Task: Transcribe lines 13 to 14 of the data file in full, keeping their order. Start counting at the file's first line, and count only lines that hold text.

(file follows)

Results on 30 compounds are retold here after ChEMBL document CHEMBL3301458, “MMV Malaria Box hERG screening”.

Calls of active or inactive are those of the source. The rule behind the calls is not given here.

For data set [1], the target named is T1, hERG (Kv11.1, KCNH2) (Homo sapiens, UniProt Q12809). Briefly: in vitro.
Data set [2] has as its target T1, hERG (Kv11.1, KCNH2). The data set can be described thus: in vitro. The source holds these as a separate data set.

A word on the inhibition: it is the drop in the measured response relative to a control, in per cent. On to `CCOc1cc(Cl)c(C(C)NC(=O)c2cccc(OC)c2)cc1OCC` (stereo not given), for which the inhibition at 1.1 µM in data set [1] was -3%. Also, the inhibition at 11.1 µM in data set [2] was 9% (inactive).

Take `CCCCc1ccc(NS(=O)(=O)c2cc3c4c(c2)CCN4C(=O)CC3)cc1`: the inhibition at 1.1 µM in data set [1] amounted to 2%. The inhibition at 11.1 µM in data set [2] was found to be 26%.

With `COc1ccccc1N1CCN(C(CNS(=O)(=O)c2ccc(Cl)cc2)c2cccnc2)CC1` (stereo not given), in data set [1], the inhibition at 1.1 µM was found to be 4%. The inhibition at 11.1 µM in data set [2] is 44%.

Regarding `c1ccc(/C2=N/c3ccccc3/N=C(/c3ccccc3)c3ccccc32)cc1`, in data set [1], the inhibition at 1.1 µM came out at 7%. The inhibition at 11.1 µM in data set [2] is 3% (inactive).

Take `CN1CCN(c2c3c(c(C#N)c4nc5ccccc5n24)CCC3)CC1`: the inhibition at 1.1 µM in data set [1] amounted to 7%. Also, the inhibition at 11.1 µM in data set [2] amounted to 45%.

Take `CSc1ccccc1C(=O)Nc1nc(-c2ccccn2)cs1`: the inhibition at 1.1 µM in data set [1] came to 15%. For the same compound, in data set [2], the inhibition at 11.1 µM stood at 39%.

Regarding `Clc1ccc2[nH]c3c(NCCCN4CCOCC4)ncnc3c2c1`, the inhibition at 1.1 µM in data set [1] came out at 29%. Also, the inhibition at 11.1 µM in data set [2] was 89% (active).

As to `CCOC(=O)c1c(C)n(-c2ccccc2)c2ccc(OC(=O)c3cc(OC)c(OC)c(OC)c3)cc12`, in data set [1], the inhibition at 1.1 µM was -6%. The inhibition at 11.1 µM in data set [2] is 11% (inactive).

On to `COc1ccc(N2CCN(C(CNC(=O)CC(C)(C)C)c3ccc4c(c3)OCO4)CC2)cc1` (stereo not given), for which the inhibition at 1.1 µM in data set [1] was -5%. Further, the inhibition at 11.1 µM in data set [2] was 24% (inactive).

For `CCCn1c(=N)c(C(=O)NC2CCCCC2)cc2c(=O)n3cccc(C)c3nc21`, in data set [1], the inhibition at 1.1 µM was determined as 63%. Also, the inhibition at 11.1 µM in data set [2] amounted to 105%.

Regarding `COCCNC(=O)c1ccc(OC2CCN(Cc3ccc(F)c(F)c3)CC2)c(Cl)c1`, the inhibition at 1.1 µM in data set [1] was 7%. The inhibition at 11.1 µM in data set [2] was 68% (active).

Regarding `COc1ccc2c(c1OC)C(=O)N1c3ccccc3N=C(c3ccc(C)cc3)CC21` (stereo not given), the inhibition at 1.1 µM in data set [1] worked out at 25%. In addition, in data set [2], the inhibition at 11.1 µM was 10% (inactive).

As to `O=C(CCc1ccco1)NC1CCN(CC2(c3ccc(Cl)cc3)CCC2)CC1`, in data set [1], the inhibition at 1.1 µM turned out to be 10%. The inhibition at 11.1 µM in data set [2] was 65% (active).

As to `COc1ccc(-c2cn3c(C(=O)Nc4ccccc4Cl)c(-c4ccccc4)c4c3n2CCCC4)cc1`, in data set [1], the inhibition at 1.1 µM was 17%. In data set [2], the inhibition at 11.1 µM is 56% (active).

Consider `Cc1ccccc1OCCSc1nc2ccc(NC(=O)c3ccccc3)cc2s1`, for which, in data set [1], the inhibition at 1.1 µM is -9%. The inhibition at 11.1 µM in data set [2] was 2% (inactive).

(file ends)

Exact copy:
On to `COc1ccc(N2CCN(C(CNC(=O)CC(C)(C)C)c3ccc4c(c3)OCO4)CC2)cc1` (stereo not given), for which the inhibition at 1.1 µM in data set [1] was -5%. Further, the inhibition at 11.1 µM in data set [2] was 24% (inactive).

For `CCCn1c(=N)c(C(=O)NC2CCCCC2)cc2c(=O)n3cccc(C)c3nc21`, in data set [1], the inhibition at 1.1 µM was determined as 63%. Also, the inhibition at 11.1 µM in data set [2] amounted to 105%.